1. The part of a tree trunk left protruding from the ground after the tree has fallen or has been felled.
2. A part, as of a branch, limb, or tooth, remaining after the main part has been cut away, broken off, or worn down.
a. stumps Informal The legs.
b. An artificial leg.
4. Derogatory A short, thickset person.
5. A heavy footfall.
6. A place or an occasion used for political or campaign oratory: candidates out on the stump.
7. A short, pointed roll of leather or paper or wad of rubber for rubbing on a charcoal or pencil drawing to shade or soften it.
8. Sports Any of the three upright sticks in a cricket wicket.
v. stumped, stump·ing, stumps
1. To reduce to a stump.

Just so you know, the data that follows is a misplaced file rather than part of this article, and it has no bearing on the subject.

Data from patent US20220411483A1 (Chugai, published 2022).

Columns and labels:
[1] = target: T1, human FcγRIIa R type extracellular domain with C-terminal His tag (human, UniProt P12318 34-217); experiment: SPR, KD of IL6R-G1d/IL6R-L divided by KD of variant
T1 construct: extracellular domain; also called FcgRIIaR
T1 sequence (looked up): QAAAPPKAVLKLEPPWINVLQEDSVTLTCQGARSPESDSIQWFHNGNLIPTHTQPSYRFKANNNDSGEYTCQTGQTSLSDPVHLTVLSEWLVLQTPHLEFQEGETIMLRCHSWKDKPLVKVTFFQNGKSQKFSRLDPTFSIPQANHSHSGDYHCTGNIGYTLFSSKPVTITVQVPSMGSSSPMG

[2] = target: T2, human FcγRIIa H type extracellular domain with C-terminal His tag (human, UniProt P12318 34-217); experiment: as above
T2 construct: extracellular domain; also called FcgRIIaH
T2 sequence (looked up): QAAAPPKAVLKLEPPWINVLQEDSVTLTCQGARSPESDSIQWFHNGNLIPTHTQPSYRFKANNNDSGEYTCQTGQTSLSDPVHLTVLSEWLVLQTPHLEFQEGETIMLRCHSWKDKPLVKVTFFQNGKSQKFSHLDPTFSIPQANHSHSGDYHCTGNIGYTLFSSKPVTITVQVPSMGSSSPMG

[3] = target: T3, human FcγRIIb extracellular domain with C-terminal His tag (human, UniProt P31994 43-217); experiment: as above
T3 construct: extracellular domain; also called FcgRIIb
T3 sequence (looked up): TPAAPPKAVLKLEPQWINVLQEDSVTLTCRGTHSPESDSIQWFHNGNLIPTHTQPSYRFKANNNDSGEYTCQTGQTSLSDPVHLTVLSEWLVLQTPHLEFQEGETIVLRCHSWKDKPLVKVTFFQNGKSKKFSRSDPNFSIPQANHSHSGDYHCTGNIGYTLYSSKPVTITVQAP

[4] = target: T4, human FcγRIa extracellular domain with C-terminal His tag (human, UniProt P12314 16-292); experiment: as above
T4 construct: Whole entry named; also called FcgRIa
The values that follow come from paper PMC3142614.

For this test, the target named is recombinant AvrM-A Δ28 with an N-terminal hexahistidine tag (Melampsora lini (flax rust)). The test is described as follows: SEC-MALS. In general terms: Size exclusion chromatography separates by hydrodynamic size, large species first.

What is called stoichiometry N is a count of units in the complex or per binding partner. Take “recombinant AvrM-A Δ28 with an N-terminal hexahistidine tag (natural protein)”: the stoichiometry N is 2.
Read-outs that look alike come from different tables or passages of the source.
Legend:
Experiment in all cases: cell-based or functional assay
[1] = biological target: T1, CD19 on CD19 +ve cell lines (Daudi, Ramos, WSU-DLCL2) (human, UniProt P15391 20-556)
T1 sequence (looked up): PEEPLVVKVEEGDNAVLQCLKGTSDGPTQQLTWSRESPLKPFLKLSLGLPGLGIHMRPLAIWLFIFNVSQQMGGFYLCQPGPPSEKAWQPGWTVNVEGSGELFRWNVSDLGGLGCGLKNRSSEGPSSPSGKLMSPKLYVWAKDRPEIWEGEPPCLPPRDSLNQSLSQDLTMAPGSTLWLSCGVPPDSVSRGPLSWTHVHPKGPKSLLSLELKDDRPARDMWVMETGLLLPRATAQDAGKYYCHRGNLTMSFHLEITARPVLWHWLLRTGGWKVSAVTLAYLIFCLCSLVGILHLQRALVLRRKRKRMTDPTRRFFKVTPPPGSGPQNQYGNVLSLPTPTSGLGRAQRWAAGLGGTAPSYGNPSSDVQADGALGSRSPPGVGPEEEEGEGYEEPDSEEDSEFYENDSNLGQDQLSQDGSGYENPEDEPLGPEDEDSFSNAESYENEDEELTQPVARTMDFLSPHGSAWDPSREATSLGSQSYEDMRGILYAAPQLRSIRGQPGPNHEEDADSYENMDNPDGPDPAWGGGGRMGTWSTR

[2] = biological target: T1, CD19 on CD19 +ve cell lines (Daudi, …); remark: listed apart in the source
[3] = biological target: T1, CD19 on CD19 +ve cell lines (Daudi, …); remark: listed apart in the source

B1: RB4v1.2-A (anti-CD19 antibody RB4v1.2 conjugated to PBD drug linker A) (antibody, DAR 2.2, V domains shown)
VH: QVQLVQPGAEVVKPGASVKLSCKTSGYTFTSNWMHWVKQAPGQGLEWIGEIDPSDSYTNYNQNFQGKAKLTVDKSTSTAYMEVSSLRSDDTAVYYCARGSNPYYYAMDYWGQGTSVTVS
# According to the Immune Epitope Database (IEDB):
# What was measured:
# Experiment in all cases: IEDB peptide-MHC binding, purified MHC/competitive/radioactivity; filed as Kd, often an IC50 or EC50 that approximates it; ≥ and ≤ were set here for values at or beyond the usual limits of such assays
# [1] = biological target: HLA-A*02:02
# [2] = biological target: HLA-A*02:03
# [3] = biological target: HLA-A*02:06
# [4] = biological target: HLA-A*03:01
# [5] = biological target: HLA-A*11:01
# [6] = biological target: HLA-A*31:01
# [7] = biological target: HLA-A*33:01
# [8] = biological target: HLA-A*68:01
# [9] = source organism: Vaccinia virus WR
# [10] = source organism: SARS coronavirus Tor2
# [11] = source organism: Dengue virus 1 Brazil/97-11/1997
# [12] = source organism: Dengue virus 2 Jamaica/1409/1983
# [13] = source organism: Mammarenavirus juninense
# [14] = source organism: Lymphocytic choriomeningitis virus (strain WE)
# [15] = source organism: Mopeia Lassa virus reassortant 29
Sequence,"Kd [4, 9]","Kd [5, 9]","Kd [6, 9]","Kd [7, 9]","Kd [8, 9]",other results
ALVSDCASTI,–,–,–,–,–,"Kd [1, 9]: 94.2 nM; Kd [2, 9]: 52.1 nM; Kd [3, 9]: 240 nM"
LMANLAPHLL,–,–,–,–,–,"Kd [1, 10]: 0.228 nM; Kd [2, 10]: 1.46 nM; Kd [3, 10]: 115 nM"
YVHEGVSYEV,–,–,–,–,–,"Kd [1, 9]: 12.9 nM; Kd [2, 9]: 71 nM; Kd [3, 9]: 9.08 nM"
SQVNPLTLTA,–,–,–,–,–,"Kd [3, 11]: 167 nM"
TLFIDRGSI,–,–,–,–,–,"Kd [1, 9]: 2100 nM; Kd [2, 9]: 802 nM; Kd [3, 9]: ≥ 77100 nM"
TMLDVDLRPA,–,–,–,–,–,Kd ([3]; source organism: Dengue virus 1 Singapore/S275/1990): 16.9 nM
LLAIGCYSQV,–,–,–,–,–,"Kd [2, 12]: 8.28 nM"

2. To clear stumps from: stump a field.
3. To stub (a toe or foot).
4. To walk over heavily or clumsily.
5. To traverse (a district or region) making political speeches.
6. To shade (a drawing) with a stump.
7. To challenge (someone); dare.
8. To cause to be at a loss; baffle: stumped the teacher with a question.
1. To walk heavily or clumsily.
2. To go about making political speeches.
[Middle English stumpe, possibly from Middle Low German stump.]
The American Heritage® Dictionary of the English Language, Fifth Edition copyright ©2020 by Houghton Mifflin Harcourt Publishing Company. All rights reserved.
Indo-European & Semitic Roots Appendices
Thousands of entries in the dictionary include etymologies that trace their origins back to reconstructed proto-languages. You can obtain more information about these forms in our online appendices:
The Indo-European appendix covers nearly half of the Indo-European roots that have left their mark on English words. A more complete treatment of Indo-European roots and the English words derived from them is available in our Dictionary of Indo-European Roots.